Listening to these verses from Mark’s Gospel can feel a little like walking in on a family argument.
Something’s going on here from the very beginning but we’re not quite sure what it is! Something about not washing hands! Sounds like a discussion parents have with their children before every meal!
Rules of purity from ancient Judaism often strike modern people as somewhere on the spectrum between bizarre to puzzling, and at best, unimportant and irrelevant. These purity rules created a world with sharp social boundaries between clean and unclean, between righteous and sinner, male and female, rich and poor, Jew and Gentile.
It is painful to hear these verses and tempting to walk away from them. We find it all too easy to dismiss these in-house disagreements between Jesus and the scribes and Pharisees as embarrassing and inappropriate. There’s a dangerous tone to this passage. Verses have been omitted. How do we probe deep enough to hear the heart of the Gospel message without getting stuck on the surface?
What we do know is that Jesus and his disciples are gathered together for a meal, relaxing. The Pharisees and scribes come in, looking to Jesus to explain why his disciples have not first washed their hands.
If I understand the purity codes correctly, they really were created out of a desire to build community. We certainly heard this spoken of in a positive way in our text from Deuteronomy.
Unfortunately, by the time of Jesus, the purity laws created community based on the culture of setting people apart. Surely, these laws created community, but did so by segregating people, separating people who believed differently, people who acted differently, people who were ill. Surely, these purity codes did create community—two separate communities: one pure; and one impure.
We know the stories of lepers, a menstruating woman, tax collectors, a prodigal son who becomes a swineherd, people possessed by demons, people cast out! These all belonged to the community of the impure.
And on the other side of the tracks were those who meticulously maintained the code of law— the acceptable ones!
But such was not the message and activity of Jesus! In fact, what a total difference! In Jesus we find a totally different social vision. In Jesus we find a community shaped, not by the politics of purity, the politics of segregation, but by a culture of compassion.
Jesus came precisely to set people free from the burdens of such laws. Jesus came precisely to unburden people from the harsh traditions of their past! Jesus came preaching a prophetic witness so that the church today must be the instrument of liberation and Good News!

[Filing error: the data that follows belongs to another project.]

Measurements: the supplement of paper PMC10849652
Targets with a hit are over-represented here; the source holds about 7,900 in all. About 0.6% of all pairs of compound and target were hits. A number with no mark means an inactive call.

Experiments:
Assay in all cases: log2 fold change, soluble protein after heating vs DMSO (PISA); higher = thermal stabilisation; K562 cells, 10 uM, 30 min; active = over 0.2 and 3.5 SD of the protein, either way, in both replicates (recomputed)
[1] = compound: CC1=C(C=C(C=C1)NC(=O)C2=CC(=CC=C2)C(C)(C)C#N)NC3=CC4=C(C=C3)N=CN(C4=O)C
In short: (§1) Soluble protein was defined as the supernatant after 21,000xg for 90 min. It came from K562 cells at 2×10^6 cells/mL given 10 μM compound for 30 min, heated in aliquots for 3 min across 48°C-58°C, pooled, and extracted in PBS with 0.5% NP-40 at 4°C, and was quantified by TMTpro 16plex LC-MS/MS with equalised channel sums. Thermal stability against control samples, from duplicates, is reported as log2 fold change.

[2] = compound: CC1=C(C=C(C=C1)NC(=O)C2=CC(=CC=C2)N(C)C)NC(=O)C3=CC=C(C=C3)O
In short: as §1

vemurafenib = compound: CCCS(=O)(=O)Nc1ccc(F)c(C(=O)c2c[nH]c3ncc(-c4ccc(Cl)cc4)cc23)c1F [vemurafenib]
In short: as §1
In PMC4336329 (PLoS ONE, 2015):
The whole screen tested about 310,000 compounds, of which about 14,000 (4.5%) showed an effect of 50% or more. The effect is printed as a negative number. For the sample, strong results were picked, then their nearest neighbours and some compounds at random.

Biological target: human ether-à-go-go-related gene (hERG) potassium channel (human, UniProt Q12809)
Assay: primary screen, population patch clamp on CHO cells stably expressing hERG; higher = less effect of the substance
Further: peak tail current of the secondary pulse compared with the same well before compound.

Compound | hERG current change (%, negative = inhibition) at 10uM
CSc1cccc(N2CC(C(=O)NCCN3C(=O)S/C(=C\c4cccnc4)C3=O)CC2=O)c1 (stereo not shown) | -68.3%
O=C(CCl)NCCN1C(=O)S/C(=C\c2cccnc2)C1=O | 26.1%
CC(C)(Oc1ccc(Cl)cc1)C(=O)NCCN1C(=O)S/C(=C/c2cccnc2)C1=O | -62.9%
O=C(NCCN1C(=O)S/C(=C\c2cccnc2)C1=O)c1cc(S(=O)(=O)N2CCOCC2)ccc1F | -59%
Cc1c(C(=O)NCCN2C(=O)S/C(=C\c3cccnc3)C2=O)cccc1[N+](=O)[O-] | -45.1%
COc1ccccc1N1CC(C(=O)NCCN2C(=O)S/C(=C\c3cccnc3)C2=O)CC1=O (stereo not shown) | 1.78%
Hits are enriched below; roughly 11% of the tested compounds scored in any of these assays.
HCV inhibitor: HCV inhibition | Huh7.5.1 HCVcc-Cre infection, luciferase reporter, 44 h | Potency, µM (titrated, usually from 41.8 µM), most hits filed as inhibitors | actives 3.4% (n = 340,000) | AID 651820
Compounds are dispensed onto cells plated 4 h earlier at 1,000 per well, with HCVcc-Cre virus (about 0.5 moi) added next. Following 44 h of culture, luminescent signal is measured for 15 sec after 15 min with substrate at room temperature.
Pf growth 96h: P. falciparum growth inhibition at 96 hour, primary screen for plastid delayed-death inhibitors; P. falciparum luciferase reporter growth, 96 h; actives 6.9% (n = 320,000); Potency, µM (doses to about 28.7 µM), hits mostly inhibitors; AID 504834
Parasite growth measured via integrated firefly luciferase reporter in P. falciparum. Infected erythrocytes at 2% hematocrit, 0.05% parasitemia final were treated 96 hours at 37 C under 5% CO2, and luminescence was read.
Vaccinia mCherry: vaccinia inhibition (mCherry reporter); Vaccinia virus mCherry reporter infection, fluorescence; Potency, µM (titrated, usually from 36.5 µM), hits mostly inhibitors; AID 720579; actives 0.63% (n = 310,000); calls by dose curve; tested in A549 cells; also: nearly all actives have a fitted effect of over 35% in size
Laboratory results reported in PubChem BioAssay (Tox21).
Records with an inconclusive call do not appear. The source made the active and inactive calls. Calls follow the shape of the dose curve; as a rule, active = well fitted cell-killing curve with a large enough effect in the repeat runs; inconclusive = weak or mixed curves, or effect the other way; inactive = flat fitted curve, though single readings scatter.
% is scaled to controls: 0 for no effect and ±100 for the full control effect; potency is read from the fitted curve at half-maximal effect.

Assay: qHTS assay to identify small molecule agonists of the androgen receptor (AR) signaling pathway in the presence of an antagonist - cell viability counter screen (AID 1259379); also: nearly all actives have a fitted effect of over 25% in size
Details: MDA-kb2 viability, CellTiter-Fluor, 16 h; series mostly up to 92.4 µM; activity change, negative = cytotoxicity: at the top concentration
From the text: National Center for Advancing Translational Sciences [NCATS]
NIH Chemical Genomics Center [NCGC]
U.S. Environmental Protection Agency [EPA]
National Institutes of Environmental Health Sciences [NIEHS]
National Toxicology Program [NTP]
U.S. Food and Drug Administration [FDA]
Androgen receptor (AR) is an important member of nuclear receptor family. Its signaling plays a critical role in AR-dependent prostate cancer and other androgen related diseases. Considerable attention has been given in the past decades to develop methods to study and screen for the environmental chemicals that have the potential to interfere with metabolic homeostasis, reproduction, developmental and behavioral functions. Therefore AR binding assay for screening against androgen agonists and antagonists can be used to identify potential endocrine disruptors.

The truth of the Gospel can never drown in a politic where we choose who is saint and who is sinner. The truth of the Gospel must confront what too often has become a crisis of both identity and mission in the church today, coming to believe that we have the right, even a right ordained by God, to create our own set of purity laws.
There is a quote from the Rev. Martin Luther King, Jr., that bears repeating here today. At one point in his preaching he was using a text from Luke’s Gospel where Jesus was headed to Jerusalem to die, and Jesus says to his disciples that “it is you who have stood by me through my trials.” Reverend King suggests that it is the vocation of the church to stand by the truth, especially when the truth is on trial.
In today’s Gospel, with Jesus, his disciples and the Pharisees, it is the traditions of ancient Judaism that defines community by separation rather than by compassion that are on trial around that table.
At the outset of Jesus’ ministry he challenges us to “Be compassionate as God is compassionate.” There’s the Gospel truth!
In many ways, the scriptures for this weekend all seem to be about action. The N.T. text from the letter of James is where we here at St. James take our mission statement, “Be doers of the word, and not just hearers…” (James 1:27). The Word of God is justice and compassion! To hear God’s word of compassion is to become God’s justice for the world! To hear Christ’s word is to make real Christ’s presence to those around us!
Outward religious practices and human laws that leave us religiously self-satisfied render us hollow and dry. Religious laws meticulously memorized and practiced lose sight of a living loving relationship with God in all our sisters and brothers.
In every celebration of baptism (Mia Isabelle last evening and Thomas Bennet this morning), God acts to empower the church for mission. At every celebration of baptism, as a community we affirm our discipleship in the world. God calls Christians to use their various vocations and ministries to witness to the Gospel of Christ wherever we serve or work.
This is a good reminder for this Labor Day weekend. As baptized people, we see our daily life as a place to carry out our vocation, our calling. All aspects of life, home and school, community and nation, work and leisure, all belong to God. All are places where God calls us to serve.
In Christ we have been set free to risk in discovering and creating new possibilities in shaping the Body of Christ into a beloved community where all people are welcome in God’s mercy and love. Amen.